This goes for everybody… me included! The other day, I made the mistake of watching some baking championship on the Food Network. I say “mistake” because watching those shows always makes me want to eat something sweet.
Sure enough, halfway through the show during a commercial break, I found myself rummaging through my pantry looking for something. Luckily, though, I had put some of those sugary foods in the very back of one of the highest shelves. I actually have to get out the step-stool to reach these snacks. Once I realized I had to go to the garage, grab the step-stool, then rummage through the top shelf of the pantry to find these sweet treats, I thought to myself, “Eh, it’s not worth the effort” and gave up. I ended up walking away and grabbing a glass of water instead! Worked like a charm! This same idea can work to your benefit, too.
“Show” the Right Foods After a Strict Diet
Let me give you an example: why does Amazon.com make it so easy for you to purchase products you find on their site? Think about it: they now have “1-Click Ordering!” With one tap or click, you can order whatever you want. You don’t have to go through all of the steps to enter your shipping and billing addresses, then your payment information, then review and confirm your order… now you just tap the screen once and that’s it. Order is on it’s way! That’s no accident! Amazon knows that if it can eliminate any extra steps, you will be more likely to buy (and buy more often).
Let’s apply the same concept when it comes to eating nutritious foods: keep fresh fruit in plain sight in a high traffic area in your home–fruit that can be grabbed quickly and eaten on the run. When you open your fridge, the first thing you should see should be vegetables–ideally, veggies that have already been prepped and ready to eat so that you can just grab-and-go, or toss into your favorite dish. If the vegetables are sitting in plain sight, but aren’t ready to eat yet, then they may not get eaten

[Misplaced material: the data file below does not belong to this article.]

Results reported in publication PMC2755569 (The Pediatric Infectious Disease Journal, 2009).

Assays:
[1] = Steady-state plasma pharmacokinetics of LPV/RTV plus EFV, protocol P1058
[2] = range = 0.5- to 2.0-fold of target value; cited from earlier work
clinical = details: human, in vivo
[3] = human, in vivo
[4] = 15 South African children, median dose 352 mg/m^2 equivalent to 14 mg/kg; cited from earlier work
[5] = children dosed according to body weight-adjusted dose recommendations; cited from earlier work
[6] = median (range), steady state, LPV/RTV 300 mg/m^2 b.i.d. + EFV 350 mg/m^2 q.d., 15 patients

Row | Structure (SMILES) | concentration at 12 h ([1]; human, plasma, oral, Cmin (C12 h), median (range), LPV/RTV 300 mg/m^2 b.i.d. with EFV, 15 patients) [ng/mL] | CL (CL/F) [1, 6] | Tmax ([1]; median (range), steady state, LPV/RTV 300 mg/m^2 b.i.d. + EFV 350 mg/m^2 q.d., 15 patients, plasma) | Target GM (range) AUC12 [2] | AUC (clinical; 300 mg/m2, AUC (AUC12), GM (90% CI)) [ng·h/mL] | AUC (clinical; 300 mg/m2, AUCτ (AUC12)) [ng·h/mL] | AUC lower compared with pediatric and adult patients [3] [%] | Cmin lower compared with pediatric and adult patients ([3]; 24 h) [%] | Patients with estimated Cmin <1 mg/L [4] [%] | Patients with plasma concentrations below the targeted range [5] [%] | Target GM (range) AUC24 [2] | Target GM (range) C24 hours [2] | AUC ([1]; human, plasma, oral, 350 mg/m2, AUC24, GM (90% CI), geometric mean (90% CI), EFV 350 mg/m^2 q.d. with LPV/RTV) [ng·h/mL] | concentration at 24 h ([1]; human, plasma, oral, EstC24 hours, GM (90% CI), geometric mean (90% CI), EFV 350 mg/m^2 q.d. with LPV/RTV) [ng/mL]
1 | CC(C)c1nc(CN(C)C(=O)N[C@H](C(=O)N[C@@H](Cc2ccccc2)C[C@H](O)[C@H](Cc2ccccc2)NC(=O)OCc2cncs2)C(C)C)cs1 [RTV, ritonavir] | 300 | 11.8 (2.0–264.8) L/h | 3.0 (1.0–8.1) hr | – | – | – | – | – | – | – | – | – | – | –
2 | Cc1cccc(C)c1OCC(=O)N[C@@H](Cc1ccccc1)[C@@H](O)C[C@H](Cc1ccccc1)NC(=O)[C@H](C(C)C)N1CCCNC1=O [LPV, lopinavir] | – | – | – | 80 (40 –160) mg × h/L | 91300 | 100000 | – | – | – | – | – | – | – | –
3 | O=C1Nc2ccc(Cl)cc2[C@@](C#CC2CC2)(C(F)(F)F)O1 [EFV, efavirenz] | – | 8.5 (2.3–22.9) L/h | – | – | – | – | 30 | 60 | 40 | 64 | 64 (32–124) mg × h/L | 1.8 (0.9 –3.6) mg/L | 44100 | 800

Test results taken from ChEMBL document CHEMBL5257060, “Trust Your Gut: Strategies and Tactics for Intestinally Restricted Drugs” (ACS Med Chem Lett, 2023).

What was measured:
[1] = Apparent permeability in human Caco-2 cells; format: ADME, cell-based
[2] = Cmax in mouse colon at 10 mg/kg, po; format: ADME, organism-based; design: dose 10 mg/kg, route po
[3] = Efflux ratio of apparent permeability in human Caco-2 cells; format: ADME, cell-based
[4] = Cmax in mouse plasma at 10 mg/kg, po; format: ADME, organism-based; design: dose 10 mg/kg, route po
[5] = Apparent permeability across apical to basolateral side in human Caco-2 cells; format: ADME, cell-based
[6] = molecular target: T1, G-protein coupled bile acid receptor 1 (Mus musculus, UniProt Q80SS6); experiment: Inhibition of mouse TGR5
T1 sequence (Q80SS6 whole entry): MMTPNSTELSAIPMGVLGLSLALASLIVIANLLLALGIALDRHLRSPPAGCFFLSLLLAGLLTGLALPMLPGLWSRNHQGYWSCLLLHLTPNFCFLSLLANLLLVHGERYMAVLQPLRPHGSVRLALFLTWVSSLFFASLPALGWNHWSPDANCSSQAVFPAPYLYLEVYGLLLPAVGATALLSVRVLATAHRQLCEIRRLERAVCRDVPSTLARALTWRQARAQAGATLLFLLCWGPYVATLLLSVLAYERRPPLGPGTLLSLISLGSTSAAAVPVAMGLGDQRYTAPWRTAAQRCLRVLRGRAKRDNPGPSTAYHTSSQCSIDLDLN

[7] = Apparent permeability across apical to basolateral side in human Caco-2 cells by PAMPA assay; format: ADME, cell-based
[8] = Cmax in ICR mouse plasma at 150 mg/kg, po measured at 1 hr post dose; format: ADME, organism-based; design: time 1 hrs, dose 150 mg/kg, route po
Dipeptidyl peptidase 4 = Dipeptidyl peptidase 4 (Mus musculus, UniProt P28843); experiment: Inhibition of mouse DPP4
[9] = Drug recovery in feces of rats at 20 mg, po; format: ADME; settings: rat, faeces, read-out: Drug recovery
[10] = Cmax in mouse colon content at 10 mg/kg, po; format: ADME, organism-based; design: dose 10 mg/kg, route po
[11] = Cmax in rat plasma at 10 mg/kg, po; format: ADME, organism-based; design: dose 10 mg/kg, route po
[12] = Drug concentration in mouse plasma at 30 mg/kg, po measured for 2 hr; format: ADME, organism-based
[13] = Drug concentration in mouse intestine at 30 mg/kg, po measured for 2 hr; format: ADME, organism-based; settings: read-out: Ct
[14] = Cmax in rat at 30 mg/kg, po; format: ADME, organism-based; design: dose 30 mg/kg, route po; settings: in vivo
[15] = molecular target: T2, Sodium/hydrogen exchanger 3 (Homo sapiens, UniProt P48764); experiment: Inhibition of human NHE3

Again, think “1-Click Ordering!” Any extra steps means the behavior may not happen.
Getting Off A Strict Diet: Conclusion
There's one more question you may be asking yourself: how much food should you be consuming now after a strict diet?
We could perform some calculations and try to figure out how many calories you’re burning and then determine how many you should be eating. Here’s an even easier way to keep you honest:
Write down everything you eat and drink.
Do this as often as you can. By tracking what you consume, it slows down the process and increases awareness of what and how much you’re putting in your body. A natural consequence of this process will be portion control.
For more on serving sizes, check out our other blog post for more tips on keeping the weight off.
When you get burnt out on recording your food and drink intake, go ahead and stop. When you find some of the old habits returning, go ahead and begin tracking again.
I wish you continued success as you transition from your strict diet days and continue your journey towards a healthier lifestyle!